Sydney icons turn blue this National Diabetes Week
Friday, 13 July 2018
Last night The Sydney Opera House and Luna Park turned on their blue lights – the international colour of diabetes – in celebration of National Diabetes Week. Diabetes NSW & ACT, together with Abbott and Novo Nordisk partnered in events around the Sydney Harbour to show support for all people living with diabetes.
Sturt Eastwood, CEO Diabetes NSW & ACT said: “We were incredibly excited to have Australia’s icons turn blue for diabetes. It’s such a strong sign of support for our community, especially during National Diabetes Week.”
“There are almost 435,000 people in NSW and the ACT living with diabetes. To save lives, this National Diabetes Week, we’re urging everyone to know the signs and symptoms of diabetes, to reduce the number of people being diagnosed too late,” said Sturt Eastwood.
A delayed diabetes diagnosis can have very serious consequences. Failure to detect the early signs of type 1 diabetes can be life threatening.
Mr Eastwood said, “Diabetes NSW & ACT data shows that one in five people with type 1 are only diagnosed after being admitted to hospital with diabetes ketoacidosis, an acute complication which can be fatal.”
Similarly, the signs and symptoms of type 2 are often be missed. It’s estimated that there are as many as 500,000 Australians currently living with type 2 diabetes who don’t know it.
“A delayed type 2 diagnosis can seriously impact a person’s health and their life. Type 2 diabetes is the leading cause of blindness, amputation, kidney damage and heart attack in Australia. The best way to avoid these critical health issues is early detection and management. That’s why we’re encouraging everyone over 40 to ask their doctor for a diabetes test at their next appointment,” said Mr Eastwood.
Managing any type of diabetes is challenging, for those living with type 1 the ongoing routine of daily insulin injections, regular blood glucose monitoring as well as diet, exercise and regular health checks can take its toll.
Tanya Ilkiw, who has been living with type 1 diabetes for 15 years, said: “Dealing with the day to day management of diabetes can be difficult. At times it feels like you can’t catch a break and you feel alone. But tonight we were part of something bigger, part of a community raising awareness about what it’s like to live with diabetes and that felt empowering. It is great to see Sydney lit up in blue for diabetes.”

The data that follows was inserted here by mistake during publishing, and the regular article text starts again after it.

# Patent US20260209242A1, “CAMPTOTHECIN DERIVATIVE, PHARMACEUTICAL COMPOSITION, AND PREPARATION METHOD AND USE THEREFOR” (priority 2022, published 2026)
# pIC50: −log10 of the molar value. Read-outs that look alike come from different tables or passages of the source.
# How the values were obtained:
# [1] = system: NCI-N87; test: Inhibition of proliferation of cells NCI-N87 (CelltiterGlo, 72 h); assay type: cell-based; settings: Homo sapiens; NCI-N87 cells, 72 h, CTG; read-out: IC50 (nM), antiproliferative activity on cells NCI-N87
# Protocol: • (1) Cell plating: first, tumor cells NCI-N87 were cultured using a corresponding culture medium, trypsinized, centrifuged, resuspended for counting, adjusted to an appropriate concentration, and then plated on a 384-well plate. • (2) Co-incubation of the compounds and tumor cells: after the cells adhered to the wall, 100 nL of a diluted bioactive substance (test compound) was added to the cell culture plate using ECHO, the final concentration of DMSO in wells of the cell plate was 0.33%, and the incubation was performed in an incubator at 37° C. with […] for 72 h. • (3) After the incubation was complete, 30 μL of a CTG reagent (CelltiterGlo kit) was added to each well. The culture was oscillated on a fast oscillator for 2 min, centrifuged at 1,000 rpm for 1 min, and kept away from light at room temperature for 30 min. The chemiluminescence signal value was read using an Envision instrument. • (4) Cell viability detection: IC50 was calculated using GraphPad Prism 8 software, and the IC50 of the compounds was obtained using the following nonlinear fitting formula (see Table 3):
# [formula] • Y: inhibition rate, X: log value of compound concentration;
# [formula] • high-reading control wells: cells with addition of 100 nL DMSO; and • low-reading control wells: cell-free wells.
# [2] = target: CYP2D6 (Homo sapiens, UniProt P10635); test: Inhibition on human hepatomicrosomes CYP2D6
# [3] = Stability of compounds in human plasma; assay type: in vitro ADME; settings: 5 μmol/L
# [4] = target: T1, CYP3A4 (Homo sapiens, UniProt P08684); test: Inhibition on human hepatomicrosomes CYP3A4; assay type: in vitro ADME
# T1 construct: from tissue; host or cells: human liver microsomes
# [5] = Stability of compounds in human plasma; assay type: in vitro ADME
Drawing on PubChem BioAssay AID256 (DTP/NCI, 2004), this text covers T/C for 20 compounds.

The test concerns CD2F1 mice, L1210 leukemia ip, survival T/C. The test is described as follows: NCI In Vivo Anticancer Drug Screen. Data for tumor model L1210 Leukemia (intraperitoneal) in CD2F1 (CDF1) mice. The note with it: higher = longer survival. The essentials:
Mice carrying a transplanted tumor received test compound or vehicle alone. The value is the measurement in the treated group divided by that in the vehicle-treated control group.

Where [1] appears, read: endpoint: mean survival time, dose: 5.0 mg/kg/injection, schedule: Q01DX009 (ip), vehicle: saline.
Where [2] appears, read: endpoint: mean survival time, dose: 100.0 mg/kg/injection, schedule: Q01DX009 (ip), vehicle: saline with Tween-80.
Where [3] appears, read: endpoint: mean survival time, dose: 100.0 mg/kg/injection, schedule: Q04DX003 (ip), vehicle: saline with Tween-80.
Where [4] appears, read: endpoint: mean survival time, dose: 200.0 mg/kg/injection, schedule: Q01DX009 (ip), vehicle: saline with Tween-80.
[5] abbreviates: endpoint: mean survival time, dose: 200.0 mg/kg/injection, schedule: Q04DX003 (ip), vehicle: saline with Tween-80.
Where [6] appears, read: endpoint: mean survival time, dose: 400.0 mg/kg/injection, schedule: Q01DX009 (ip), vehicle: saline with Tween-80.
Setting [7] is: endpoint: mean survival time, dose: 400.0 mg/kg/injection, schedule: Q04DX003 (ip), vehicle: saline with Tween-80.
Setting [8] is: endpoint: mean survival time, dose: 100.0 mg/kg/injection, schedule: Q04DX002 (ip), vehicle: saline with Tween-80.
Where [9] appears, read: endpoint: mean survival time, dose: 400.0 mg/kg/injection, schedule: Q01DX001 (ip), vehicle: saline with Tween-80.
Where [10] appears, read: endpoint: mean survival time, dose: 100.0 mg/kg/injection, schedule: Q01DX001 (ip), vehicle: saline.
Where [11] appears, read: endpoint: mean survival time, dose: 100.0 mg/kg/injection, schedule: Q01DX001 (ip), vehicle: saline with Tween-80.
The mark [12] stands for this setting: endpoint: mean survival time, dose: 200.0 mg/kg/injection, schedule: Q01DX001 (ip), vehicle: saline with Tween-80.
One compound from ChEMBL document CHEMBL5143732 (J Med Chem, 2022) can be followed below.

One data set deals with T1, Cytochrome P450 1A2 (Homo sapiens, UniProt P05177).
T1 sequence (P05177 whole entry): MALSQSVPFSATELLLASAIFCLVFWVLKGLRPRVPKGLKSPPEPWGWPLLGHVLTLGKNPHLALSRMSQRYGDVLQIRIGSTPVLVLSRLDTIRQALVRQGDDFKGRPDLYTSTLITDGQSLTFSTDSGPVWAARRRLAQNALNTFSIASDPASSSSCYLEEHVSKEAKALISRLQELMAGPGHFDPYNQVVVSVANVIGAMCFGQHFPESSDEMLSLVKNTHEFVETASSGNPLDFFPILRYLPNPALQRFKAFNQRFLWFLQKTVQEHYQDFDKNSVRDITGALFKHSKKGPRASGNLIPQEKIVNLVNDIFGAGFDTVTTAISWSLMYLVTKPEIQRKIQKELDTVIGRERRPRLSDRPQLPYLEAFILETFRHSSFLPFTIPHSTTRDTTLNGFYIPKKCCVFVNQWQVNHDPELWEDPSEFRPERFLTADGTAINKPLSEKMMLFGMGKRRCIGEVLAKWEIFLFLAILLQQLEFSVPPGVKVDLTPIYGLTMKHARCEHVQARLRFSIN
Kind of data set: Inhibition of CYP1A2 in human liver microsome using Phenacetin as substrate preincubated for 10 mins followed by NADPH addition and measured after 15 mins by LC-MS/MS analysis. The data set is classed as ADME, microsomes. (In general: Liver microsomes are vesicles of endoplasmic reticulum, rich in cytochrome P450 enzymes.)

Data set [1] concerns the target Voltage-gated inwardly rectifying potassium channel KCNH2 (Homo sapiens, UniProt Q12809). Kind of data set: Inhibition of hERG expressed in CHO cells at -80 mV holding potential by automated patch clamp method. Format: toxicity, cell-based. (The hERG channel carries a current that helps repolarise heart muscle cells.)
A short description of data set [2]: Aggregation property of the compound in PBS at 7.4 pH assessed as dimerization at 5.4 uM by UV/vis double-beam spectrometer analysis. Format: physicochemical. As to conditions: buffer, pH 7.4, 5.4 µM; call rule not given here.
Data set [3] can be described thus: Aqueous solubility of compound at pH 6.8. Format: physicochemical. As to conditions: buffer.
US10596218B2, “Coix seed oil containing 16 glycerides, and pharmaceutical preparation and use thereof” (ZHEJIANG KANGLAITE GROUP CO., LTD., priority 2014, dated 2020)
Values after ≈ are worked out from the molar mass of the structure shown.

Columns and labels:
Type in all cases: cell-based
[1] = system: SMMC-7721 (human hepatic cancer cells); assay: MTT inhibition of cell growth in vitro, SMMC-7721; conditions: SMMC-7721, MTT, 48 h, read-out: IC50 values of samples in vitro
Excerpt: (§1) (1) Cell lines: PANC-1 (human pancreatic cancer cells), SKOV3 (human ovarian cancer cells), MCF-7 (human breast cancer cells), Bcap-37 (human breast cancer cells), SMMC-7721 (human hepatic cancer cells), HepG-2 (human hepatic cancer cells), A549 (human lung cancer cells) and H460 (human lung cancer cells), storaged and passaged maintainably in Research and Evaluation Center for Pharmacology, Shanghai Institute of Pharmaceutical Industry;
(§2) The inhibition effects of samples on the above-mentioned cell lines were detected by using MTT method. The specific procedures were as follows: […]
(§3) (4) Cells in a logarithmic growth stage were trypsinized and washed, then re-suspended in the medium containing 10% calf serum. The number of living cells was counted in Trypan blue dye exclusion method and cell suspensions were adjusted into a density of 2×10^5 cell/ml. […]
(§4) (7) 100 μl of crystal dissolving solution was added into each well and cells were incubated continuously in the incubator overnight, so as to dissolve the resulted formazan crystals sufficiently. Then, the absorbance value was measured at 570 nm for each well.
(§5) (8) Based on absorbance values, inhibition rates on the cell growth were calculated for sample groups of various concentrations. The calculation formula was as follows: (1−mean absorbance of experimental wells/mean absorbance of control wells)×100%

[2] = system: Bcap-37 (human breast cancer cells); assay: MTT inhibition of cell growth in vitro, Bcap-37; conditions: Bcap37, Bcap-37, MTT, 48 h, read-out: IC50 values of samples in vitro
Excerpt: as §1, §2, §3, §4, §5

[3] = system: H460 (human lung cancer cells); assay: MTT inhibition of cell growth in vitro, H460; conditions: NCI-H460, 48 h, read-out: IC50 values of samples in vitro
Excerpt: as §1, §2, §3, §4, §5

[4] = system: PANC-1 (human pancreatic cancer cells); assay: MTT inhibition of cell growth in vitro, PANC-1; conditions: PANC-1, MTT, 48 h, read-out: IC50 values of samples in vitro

Global healthcare company Abbott, who offer technology solutions to help people better manage their diabetes, sponsored the event. They recently launched the FreeStyle LibreLink App, enabling glucose monitoring through a smartphone synced to the FreeStyle Libre sensor.
“The convenience and ease that FreeStyle Libre offers is hard to top, but Abbott’s FreeStyle LibreLink app does exactly that. The app along with the FreeStyle Libre sensor blends in seamlessly with life’s routine. It makes glucose monitoring discreet and hassle-free, helping people with diabetes live their best lives possible. What better way to demonstrate this than by supporting the National Diabetes Week celebrations,” said Peter Chalikias, Regional Director, Abbott.
Novo Nordisk Australia, sponsored the lighting of the Sydney Opera House to help raise awareness about the significant health issue diabetes has become.
Jamshed Ahmed, Director – Clinical, Medical, Regulatory & PV said, “We were proud to show support for National Diabetes Week in such a visual way. At Novo Nordisk we believe that by working together with health professionals, policy makers, people living with diabetes and the broader community we can reduce the impact of diabetes. However, we need earlier diagnosis and improved access to relevant care.”
Mr Eastwood said, “Tonight was an incredibly special night for us and Diabetes NSW & ACT would like to thank everyone who helped us bring these events and activities together. We are extremely grateful to our friends at Abbott, Novo Nordisk, BridgeClimb Sydney, the Opera House, Luna Park and the Shangri-La for helping us to shine a light on the significant impact diabetes can have for individuals and our whole community.”